Boxing, Tom Lawlor, Magnus discussed on The MMA Hour with Ariel Helwani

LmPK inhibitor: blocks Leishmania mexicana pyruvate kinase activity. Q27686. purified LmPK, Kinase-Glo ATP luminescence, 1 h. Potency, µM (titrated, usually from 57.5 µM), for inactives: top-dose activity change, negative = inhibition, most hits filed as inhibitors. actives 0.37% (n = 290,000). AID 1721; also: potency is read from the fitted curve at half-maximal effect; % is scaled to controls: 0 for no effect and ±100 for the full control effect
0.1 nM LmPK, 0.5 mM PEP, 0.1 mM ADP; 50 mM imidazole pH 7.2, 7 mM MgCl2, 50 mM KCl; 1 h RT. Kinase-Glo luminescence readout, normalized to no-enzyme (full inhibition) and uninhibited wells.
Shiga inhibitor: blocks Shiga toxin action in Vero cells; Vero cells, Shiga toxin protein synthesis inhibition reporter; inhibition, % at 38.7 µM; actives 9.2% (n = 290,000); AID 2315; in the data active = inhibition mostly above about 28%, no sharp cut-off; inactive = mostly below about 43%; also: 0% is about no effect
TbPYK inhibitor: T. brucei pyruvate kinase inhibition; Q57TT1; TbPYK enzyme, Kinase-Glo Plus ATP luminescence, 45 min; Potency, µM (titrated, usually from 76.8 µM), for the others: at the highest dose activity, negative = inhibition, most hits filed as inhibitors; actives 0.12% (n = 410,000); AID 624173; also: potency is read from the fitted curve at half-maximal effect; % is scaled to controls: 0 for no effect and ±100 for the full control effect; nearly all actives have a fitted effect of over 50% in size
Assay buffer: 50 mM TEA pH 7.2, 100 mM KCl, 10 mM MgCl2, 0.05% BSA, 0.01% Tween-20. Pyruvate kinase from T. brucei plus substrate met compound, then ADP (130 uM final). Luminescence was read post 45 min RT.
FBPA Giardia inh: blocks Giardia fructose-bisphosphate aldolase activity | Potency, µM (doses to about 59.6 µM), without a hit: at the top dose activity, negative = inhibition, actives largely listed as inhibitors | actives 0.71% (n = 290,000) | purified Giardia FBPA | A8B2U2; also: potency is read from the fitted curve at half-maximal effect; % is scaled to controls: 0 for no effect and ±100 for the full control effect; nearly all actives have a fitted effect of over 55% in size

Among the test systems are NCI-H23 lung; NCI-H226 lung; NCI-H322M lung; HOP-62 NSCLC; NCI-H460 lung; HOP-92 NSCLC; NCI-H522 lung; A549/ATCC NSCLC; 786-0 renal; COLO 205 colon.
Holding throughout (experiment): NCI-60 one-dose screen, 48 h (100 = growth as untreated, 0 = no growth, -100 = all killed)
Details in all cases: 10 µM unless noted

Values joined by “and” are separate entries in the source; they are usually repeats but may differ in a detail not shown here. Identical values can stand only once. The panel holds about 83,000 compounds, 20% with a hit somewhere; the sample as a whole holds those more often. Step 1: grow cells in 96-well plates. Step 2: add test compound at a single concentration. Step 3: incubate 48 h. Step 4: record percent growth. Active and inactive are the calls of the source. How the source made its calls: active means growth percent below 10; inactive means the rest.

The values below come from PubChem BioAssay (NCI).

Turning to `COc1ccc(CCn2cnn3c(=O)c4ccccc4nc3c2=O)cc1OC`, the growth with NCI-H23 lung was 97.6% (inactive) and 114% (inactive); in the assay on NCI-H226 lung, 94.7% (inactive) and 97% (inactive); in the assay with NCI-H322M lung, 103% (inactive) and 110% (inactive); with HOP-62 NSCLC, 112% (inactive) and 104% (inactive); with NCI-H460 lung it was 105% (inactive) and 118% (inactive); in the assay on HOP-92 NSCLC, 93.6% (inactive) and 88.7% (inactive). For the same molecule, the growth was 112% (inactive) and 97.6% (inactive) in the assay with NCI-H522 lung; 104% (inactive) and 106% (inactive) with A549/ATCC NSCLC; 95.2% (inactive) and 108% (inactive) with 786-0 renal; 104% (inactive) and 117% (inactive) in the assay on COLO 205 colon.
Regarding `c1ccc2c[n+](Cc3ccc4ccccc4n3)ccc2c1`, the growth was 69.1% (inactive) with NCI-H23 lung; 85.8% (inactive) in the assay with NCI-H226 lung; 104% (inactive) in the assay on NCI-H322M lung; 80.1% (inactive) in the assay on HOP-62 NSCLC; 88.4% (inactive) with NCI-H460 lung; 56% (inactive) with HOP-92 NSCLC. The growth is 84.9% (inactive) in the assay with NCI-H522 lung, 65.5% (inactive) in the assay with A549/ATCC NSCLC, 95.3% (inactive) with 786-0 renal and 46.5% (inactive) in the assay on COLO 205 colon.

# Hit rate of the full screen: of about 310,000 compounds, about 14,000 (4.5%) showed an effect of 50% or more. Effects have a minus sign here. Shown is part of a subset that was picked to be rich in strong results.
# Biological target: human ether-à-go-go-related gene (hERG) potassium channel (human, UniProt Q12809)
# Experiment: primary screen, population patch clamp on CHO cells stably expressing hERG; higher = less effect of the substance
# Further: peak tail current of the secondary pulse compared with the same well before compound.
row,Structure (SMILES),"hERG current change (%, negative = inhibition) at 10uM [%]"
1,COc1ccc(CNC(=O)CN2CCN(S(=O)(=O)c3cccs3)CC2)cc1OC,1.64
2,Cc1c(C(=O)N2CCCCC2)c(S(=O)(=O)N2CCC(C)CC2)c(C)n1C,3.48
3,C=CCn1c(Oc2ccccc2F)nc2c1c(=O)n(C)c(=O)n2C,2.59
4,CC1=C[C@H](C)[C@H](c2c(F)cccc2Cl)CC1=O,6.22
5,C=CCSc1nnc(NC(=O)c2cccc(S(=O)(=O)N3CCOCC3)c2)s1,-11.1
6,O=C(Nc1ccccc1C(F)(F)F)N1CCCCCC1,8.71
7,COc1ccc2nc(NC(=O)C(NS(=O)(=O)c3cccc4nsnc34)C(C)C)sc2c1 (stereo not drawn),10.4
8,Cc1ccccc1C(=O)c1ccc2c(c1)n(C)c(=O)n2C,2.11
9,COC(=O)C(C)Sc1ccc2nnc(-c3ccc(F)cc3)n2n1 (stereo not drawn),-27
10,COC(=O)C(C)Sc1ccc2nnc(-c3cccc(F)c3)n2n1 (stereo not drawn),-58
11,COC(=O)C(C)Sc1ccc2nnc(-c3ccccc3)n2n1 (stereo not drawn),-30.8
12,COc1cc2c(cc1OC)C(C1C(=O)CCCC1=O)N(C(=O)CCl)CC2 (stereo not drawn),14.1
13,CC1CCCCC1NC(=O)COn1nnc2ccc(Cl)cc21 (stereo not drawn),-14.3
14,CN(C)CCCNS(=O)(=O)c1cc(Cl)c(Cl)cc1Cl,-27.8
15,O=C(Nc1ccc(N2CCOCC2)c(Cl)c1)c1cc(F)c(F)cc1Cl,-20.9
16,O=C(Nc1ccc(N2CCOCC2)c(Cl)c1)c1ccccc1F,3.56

Protected. There's probably not a bonus coming your way. And for sure the extra part of your checking come in that way. And there's another factor involved in here as well. Not only are you just robbing this person, essentially, they feel that way of the money, right? You don't have much money to win do need every opportunity to collect every single dollar. The other reality here independent what the rules of the customs say is that there's a degree of honor involved. I don't think that there's a whole lot of valor in taking a beating when we already know you're tough. There are moments that it's time to prove you're tough. And then there are moments where we kind of already know, and it doesn't really serve a purpose again. Whether this one of the situations is the one that we're talking about or not is is a separate point. But I do think that when you're not competing for much money that much money as you should be making anyway, and you're gonna lose half if they stop it and more to the point in MMA, one of the reason. Why everyone is so sensitive in the sport. And they can't tolerate any degree of even quite fair criticism is because it's a bit of an honor culture. Right. So we valorize taking a beating. It's why everyone is always walking on eggshells about their opinions. Whether it's media or fighters or any other kind of figure everyone is very very careful about what they say import because you have to see everybody else. But important because it's an honor culture people are trying to preserve their honor. Listen to the tweet lots of people complaining about Magnus corner, not stopping and have never stepped foot in a cage and fought for money. He's talking one about the need to make that money and get every opportunity you can because there's not much of an opportunity to make much money generally to just have someone take it away, very very difficult. And he's also talking about the honor of it all if you don't have much money that you're going to win. Anyway, part of what you can preserve is your sense of honor. And that is a big component here that has nothing to do with the rules the rules. Don't speak about this at all on the rules. Don't inside. Devise any change in those incentives there two things utterly divorced. You wanna get better corner? Stoppages there's probably a variety of ways to get them. You want to get more proactive corner. Stoppages there's probably variety of ways to get them. It will come when the rules and the language and the customs cohere with the actual incentives that fighters face what Tom Lawlor quite correctly is observing here is that there is a whatever the rule, say, whatever the custom say, and whatever people who'd never fought in a cage for money say here's the reality that we're facing if they are that divorced and they are that far apart. You're never really going to make headway in obvious ways to raise pay. But there's probably other ways as well that are worth exploration. But you're never even going to come close. You're never going to happen. As long as there's the fighter and rule set. Utterly divided by an ocean of competing, non overlapping values and incentives. They'll ever make any sense in boxing. They're much more closely aligned you have a bit of a father, son relationship and training. You have guys who have been through the ringer who understand what they're looking at when they see somebody in a particular predicament and went to make that call when not to make that call. They know guys have a higher upside if they can stay healthy and make more money over the long term. They have a lot of guaranteed purses. You don't even hardly see any splits in boxing. So all these different factors. Put it in alignment. There's no alignment in may. So I can get up here and say, whatever I want about any issue related to this as long as the fighters feel like that is utterly divorced from the rules in which and the customs in which and the incentives in which they operate there will be no progress. All right. That's the way in here. What is next? Oh, yes. About this time now, ladies and gentleman for the Monday morning analysts..